Some demo software from Sony and Waves is included, which some people might like. I already have plenty of Sony software and I can't afford Waves so I didn't want the demos taking up my precious hard drive space. Luckily, none of the Sony or Waves demos are actually installed. They are provided as ready-to-install files so a quick delete of the C:\Sony Demo Installers and C:\Waves Demo Installers folders was all that was needed.

The most useful piece of software included with the Creation Station is Acronis True Image. You get the OEM edition, but it provides plenty of power. Acronis allows you to create back up images of your system drives as well as bootable rescue discs. This software will save your life when your hard drive crashes or your system becomes corrupt. It will also allow you to restore your Creation Station to its original factory configuration if you ever get the point where you want to start all over again in terms of application installations, etc.

To put the Creation Station through its paces, I put together a studio and software configuration that would really pull a lot of power from the system. For an audio interface, I used the Sonar Power Studio 660 (same as the Edirol FA-66), which provides both audio and MIDI connections. I also used Cakewalk Sonar 6 Producer and an Edirol PCR-M80 keyboard controller.

To really tax the system, I setup Sonar and the 660 interface for high quality audio and extremely low latency. Specifically, here are the settings that I used:

* Bit-Depth: 24-bit. I always use 24-bit because even if the final product is CD-Audio, 24-bit provides greater headroom, better processing, and the ability to go to DVD later if the need arises.
* Sampling Rate: 96 kHz. Sometimes I use 96 kHz and some I use 48 kHz. Of course, 96 kHz takes more CPU power and disk space, but if I think the project has even the slightest chance of going to DVD, this is what I'll use. Otherwise, 48 kHz works just fine.
* Sonar 64-bit Double Precision Engine: On. I always have this Sonar option activated because it provides a much better sound, but of course, it also takes more CPU power.
* WDM Sound Card Drivers and Latency: 2.0 msec. For these tests I used WDM drivers with the lowest latency setting I could get - 2.0 msec. As you'll see a little bit later, I had some problems with this low setting, but anything below 10 msec works fine when playing soft synths in real-time. When mixing, I usually raise this depending on how many effects I'm running for the project.
* Sonar Use Multiprocessing Engine: On. This is the only option that actually helps the CPU load, but hey, why have a dual-core system if you're not going to take advantage of the extra power it provides, right?

Keep in mind that I purposely used very low latency settings in my tests to see exactly how far I could go before the Creation Station started to get bogged down. But most of the time these low latency settings are not needed. For playing soft synths live or overdubbing audio, you can raise the latency up to 10 msec without hearing delays. And for most work, like mixing, editing, synth programming/playback, you can easily raise the latency to a much higher value to bring the CPU load down. As far as I'm concerned, the Creation Station passed these tests with flying colors as you'll see.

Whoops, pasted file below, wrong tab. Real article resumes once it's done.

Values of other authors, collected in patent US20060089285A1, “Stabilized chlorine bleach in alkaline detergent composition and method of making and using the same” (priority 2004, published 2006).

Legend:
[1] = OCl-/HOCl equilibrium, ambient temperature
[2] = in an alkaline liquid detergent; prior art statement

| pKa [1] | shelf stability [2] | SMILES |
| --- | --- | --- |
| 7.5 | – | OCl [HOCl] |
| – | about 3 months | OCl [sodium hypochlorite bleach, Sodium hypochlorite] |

These days for MIDI and synth tracks, I am exclusively in the box. Sure, I still have some hardware units sitting around from when I first got into computer music, but I never use them. So it stands to reason that the first thing I wanted to test was how well the Creation Station handles soft synths. I started with a basic project containing 15 MIDI tracks and a single instance of the Cakewalk TTS-1 General MIDI soft synth. Even with the high quality and low latency settings, I expected this to hardly put a dent in the CPU meters (CPU1, CPU2) and I was right. With all the tracks playing, the highest value either CPU meter got to was 15%. And even that is a little misleading because even though Sonar shares the load over both CPUs, it's not always an equal load. That 15% reading was on one CPU with the other at 0%.

For a bit more fun, I added the Perfect Space convolution reverb to the master bus. Now this is a big deal, because normally convolution reverbs can't be run in real-time. Whenever I tried it on my old DAW, I would get lots of popping and clicking. With the Creation Station, the CPU meters did get boosted (up to 32% at one point), but it worked! Then I wondered if I could take it a bit further and try playing the soft synth via my MIDI controller with Perfect Space still added. The result? An ever so slightly noticeable delay, but still playable. Not bad at all.

Okay, that test was pretty good but not very practical. More than likely I'd be using more than one soft synth in a project. So what if I took that first test and ran each track through a separate soft synth for a total of 15 Cakewalk TTS-1 soft synths running at once? With just the audio engine activated and no playback, this pushed the CPU meters up into the 60 to 70% range. During playback, the meters were bumped up to around 74%, but I also got a few clicks/pops here and there. To compensate, I moved the latency up to 4 msec, which brought the meters down to about 50% and eliminated the dropouts. As you can see, latency plays a big part in CPU usage and what's nice is you can go up to 10 msec without noticeable delay. Just for kicks I tried a 10 msec latency and that brought the meters down to about 36%.